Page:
Infection of Nicotiana tabacum Samsun NN with tobacco mosaic virus (TMV) results in a hypersensitive plant response and leads to systemic acquired resistance (SAR). The induction of SAR is mediated by the plant hormone salicylic acid (SA) and is accompanied by the induced expression of a number of genes including the pathogenesis-related (PR) gene 1a. Previously, it has been found that TMV infection and SA treatment resulted in a reduction of binding of nuclear protein GT-1 to far-upstream regions (−902 to −656) of the PR-1a gene. To test if GT-1 is a negative regulator of PR-1a gene expression, the effects of mutations in the seven putative GT-1 binding sites in this region were studied in vitro using dimethyl sulfate interference footprinting and band shift assays. This showed that at least one of the seven sites is indeed a GT-1 binding site. However, when tested in transgenic plants, the mutations did not result in constitutive expression of the chimeric PR-1a/GUS transgene, while inducible expression after SA treatment was decreased. The results suggest that binding of GT-1-like proteins to far-upstream PR-1a promoter regions indeed influences gene expression. A possible model for GT-1's mode of action in PR-1a gene expression is discussed.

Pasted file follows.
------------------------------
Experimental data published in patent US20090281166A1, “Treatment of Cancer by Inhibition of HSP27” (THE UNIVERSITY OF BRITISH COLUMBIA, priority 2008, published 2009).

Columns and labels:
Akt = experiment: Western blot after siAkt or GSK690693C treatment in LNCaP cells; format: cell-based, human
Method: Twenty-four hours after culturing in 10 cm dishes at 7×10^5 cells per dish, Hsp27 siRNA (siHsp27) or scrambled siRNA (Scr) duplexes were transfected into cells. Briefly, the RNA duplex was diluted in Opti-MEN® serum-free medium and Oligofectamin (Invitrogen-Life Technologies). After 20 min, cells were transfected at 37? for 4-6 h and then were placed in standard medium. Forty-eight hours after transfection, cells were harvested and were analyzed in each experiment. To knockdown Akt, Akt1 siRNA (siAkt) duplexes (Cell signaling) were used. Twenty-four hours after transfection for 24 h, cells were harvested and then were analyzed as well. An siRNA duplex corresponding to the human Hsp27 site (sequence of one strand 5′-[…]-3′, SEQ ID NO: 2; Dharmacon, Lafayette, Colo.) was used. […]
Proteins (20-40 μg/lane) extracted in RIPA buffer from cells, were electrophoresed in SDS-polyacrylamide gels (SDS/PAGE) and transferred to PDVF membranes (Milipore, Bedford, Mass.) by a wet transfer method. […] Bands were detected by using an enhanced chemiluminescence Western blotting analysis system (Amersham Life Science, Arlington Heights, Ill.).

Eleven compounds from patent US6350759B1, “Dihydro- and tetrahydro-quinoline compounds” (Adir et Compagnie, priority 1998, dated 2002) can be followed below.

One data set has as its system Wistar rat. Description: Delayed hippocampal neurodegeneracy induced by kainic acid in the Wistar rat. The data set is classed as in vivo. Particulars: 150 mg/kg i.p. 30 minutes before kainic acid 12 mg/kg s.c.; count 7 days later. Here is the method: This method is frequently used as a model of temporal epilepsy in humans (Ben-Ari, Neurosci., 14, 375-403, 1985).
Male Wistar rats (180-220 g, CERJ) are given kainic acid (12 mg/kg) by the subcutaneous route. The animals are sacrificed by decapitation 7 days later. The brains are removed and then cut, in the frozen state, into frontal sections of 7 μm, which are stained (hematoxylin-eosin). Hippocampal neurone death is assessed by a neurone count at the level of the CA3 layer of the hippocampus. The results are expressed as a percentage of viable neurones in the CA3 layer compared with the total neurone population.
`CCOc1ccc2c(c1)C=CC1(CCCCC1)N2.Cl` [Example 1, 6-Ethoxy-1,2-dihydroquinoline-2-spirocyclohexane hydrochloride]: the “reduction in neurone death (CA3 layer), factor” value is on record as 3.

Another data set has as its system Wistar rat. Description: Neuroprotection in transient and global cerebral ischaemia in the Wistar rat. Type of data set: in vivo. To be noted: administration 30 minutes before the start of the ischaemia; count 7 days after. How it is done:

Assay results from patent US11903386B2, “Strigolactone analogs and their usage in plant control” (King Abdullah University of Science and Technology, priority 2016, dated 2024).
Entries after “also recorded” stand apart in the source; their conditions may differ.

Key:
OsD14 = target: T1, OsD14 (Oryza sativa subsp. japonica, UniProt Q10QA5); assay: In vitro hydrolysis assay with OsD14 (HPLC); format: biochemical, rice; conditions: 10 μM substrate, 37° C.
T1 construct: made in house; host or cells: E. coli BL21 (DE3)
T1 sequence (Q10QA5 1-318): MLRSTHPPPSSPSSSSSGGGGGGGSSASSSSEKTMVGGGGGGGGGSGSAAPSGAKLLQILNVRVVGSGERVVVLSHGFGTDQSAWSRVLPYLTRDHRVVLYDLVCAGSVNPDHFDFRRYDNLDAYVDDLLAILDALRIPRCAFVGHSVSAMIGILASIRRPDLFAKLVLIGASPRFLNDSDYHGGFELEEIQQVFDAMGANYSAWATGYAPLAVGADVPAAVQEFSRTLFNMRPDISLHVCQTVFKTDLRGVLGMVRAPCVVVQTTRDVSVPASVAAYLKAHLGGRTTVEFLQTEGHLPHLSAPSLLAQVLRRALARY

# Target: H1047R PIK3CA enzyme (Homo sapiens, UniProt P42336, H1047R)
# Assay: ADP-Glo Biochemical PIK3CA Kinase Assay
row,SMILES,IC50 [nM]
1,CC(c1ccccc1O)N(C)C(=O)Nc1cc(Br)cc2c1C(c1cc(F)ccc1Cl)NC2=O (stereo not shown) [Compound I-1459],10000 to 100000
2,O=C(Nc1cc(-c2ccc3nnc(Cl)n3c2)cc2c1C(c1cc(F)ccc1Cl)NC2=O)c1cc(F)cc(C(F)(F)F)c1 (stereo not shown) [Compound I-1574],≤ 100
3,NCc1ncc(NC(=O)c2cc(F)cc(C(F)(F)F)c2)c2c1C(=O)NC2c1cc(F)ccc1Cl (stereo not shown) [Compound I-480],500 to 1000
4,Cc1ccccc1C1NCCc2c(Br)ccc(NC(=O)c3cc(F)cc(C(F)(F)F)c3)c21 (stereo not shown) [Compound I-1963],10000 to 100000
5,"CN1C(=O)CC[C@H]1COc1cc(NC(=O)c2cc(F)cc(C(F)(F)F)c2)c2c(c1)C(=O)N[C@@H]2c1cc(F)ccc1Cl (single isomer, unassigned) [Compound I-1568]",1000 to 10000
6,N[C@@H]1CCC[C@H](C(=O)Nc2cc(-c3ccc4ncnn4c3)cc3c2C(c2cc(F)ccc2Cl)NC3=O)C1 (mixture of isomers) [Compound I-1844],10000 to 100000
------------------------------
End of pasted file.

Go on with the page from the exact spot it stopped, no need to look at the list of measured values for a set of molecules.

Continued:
Plant Molecular Biology – Springer Journals
Published: Sep 29, 2004
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